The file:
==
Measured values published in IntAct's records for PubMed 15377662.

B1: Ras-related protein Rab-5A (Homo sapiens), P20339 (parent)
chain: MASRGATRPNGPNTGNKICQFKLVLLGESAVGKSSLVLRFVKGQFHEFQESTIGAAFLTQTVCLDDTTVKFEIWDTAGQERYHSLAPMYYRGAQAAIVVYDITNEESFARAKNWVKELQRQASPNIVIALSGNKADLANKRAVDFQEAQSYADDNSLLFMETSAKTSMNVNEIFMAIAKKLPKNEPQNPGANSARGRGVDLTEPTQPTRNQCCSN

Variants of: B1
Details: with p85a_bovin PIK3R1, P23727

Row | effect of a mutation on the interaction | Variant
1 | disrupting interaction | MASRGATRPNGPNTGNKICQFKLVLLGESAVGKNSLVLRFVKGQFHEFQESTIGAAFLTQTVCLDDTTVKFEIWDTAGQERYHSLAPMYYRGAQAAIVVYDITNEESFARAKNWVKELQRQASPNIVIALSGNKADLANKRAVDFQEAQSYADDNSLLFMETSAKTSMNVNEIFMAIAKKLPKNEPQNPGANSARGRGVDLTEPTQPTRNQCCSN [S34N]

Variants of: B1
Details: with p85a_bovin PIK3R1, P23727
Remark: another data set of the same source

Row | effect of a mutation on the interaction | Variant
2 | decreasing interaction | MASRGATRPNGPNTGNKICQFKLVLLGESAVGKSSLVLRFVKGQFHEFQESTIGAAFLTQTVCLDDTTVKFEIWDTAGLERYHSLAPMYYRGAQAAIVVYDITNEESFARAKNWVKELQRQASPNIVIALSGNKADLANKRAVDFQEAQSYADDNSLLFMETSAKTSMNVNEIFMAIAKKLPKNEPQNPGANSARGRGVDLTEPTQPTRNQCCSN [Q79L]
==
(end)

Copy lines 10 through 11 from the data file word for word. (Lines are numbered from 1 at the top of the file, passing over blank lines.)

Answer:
Remark: another data set of the same source

Row | effect of a mutation on the interaction | Variant